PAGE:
Crafting the flowers for the Big Day or any special occasion produces such joy and camaraderie and is a special way to show your love. There is nothing to fear and so much bliss to savor.  It’s fun, simple, and extremely rewarding. Allow me to be your guide on the side offering these suggestions for DIY floral success.

First of all, it is important to have a conversation with the betrothed to define what their dreams and goals are for their Big Day. Even if we, as parents, are footing the bill for the celebration, we still have to keep in mind that this event is about them and not about us. It’s their day and needs to be their vision. Talk to them and find out their specific wishes. Let them know that if they want you to create or help in creating floral displays, you’d be honored. They may provide you with tear sheets of ideas they have culled from magazines or bridal books. Assuming they are excited that you’ll be an active participant and not just order from the professionals, here are the next steps.


  1. 1. Have a frank discussion with the couple to determine their theme, color scheme, style, and flowers they are seeking.
  2. 2. Choose flowers that have staying power. Popular choices include sunflowers, hydrangeas, roses, lilies, orchids, succulents, dahlias, clematis, iris, zinnia, callas, peonies, herbs, delphiniums, iris, tulips, anthurium, snapdragons, freesia, foxglove, hollyhock, gladiola, and seasonal favorites.
  3. 3. Write down the names of each person who will need a bouquet, boutonniere, or corsage. If there are too many people and you are already feeling stressed, this is the time to decide exactly what you are willing to do.  If you want to make just your daughter’s bouquet and purchase the rest, that’s totally fine and liberating.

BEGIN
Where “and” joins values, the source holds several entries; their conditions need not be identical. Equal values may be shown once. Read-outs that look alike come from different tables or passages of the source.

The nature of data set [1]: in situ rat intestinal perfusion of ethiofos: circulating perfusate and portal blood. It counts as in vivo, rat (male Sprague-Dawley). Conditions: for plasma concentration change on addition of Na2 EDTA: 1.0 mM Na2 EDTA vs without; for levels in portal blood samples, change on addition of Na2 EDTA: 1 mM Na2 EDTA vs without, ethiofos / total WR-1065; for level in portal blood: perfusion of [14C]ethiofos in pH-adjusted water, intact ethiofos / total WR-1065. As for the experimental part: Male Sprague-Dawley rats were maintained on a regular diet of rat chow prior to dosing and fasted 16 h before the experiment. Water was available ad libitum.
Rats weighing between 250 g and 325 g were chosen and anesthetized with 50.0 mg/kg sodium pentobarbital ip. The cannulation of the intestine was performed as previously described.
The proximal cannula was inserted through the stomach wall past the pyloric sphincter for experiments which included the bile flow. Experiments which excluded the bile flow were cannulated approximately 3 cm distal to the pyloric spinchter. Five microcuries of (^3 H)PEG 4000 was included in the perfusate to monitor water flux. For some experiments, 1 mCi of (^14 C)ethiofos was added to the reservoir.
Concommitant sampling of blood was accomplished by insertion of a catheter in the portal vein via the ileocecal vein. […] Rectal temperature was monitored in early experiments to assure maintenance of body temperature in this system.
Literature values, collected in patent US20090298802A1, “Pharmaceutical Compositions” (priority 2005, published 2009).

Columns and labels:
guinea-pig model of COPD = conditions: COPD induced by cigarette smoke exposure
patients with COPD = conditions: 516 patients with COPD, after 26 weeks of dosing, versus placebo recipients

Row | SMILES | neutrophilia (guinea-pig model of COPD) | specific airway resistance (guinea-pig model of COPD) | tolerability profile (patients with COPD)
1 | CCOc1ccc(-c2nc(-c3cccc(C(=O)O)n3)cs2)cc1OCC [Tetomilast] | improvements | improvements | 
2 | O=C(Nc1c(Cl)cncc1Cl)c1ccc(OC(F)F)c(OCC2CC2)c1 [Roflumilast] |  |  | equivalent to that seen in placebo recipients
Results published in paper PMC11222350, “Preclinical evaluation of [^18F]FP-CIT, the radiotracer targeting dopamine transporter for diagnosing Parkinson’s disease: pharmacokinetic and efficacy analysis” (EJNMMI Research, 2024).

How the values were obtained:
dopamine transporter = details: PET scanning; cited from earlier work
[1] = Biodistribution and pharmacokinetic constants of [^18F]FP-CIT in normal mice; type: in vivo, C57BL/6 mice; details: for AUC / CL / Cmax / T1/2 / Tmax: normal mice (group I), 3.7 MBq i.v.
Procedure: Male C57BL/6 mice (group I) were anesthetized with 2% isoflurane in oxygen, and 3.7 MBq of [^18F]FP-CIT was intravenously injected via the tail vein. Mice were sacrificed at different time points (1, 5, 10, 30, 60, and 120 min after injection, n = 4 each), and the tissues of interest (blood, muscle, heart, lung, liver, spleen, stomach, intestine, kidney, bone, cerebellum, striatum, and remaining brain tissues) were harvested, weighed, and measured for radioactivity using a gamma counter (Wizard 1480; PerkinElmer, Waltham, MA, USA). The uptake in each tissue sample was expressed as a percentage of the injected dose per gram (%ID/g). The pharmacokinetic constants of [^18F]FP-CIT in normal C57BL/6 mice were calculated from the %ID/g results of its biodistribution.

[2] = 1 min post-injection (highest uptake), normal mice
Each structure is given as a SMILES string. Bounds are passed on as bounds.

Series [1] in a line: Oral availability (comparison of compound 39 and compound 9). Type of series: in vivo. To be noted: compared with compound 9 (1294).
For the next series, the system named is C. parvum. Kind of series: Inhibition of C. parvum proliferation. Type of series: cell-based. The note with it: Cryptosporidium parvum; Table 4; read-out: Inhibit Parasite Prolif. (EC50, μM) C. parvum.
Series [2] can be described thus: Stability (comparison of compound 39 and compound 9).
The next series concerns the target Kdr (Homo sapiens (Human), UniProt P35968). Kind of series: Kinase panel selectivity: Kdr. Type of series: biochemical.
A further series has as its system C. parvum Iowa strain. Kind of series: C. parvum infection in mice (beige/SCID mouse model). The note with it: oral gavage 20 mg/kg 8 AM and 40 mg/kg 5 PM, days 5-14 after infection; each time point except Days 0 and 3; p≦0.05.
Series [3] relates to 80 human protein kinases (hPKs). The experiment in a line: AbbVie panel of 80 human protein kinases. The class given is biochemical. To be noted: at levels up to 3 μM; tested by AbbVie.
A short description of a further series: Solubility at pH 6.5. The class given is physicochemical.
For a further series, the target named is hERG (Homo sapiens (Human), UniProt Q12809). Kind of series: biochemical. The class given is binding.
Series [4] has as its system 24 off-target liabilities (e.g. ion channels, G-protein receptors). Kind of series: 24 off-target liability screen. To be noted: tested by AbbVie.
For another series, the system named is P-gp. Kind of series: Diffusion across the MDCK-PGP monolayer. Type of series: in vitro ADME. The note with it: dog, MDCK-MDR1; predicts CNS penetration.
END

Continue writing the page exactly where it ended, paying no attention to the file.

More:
4. 4. Buy a swatch of fabric from the store that matches the bridesmaids’ dresses. Put your swatch in a zip lock bag to carry in your purse…everywhere! You’ll add the ribbons and other swatches as you go along.
  5. 5. Ask if they have any special flowers or greens they specifically want incorporated.
  6. 6. Determine whether you will grow the flowers and greens, buy them from a flower source, or engage a combination of the two.
  7. 7. Re-read my article, The Wild Bunch, as it is filled with tips on how to keep flowers and greens fresh.
  8. 8. Go to a crafts store or floral supply to buy green floral tape, wire, rolls of clear wrap, and ribbons that will coordinate with both the bride’s gown and the bridesmaid dresses.
  9. 9. Organize your tool bag. Include scissors, pruning shears, water buckets, masking tape, zip lock bags, rubber bands, hot glue gun, mister, floral tape, wire, clear wrap, ribbons, and cotton balls. Make sure to have a broom for clean-up.
  10. 10. Experiment with designing several different bouquets and boutonnieres at least a month in advance of the wedding. Take photos of your creations to share with your daughter, son, and anyone involved in the project design. Ask for feedback.
  11. 11. Log how long it took you to make each item. It will take at least that amount of time, if not more, before the big day.


  1. 1. Three days before the event: Go into your garden or floral shop to gather the greens. Depending on the season, you’ll need bear grass, boxwood, ferns, fountain grass, flax, evergreens, vines, or whatever suits the style and season. Cut the stems on an angle and soak overnight in cold water in deep buckets.
  2. 2. Two days before the event: Whether you are buying or growing the flowers, always choose fresh, tight buds. They will open naturally by the day of the wedding when prepared properly. Cut stems to soak up the water, separate flowers into species, plunge in cold water in a separate bucket from the greens. Cut stamens from lilies to prevent stains.
  3. 3. One day before the event: Create your bouquet beginning with the greens and add individual flower stems as you twist the arrangement in one hand until it looks as lush and full as you wish. Don’t be afraid to add, subtract, nip, and tuck.
  4. 4. If you are adding an ornament, embellishment, beads, or other adornment, do it now. You may need to wire the decoration to the bouquet.